The Use of Language in the Cherry Orchard

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The Use of Language in the Cherry Orchard

Overview of Language in the play

The style of language in the Cherry Orchard is very useful in establishing the characters, their views and personalities and the overall period of the play. For example, Ranyevskaya and Gayev’s language is very dated showing their old-fashioned views and reluctance to change, whilst Trofimov’s language is more modern, showing his forward thinking. The servants speak in only a more colloquial style whereas the aristocrats speak in a more traditional and formal way, this highlights the very clear class divisions that exist both in the play and in the rest of Russia the this time. Anya’s style of speech changes throughout the play. At the beginning she speaks in quite a childish and very formal way to a more reflective and calmly modern style, which reflects the influence of Trofimov on her. Charlotta’s slightly indifferent and strange way of speaking defines her separation from the rest of the characters and her position as a minority.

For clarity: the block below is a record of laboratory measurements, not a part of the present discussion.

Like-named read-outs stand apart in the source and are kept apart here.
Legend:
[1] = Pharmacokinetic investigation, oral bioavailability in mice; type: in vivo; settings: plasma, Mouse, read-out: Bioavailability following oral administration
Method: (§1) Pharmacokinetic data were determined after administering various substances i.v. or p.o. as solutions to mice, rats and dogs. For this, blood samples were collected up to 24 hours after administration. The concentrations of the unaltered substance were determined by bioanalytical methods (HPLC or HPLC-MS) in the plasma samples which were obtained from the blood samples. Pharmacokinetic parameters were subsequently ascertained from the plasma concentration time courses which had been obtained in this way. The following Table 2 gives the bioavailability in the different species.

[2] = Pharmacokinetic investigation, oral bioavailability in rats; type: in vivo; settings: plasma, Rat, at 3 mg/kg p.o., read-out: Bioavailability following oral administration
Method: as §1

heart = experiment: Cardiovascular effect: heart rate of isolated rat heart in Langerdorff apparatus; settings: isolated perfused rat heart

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Text and Sub Text. 

A lot of what is conveyed to the audience is not contained within what is actually said but within the sub-text of both the speech and the stage directions. A good example of this is in Ranyevskaya’s attitude towards the Cherry Orchard. It is clear that Ranyevskaya has a great love of the Cherry Orchard, yet she refuses to talk about its fate, often changing the subject when Lopahkin attempts to bring it up. This shows the audience both her fear at losing yet another precious thing of hers as well as her very ...

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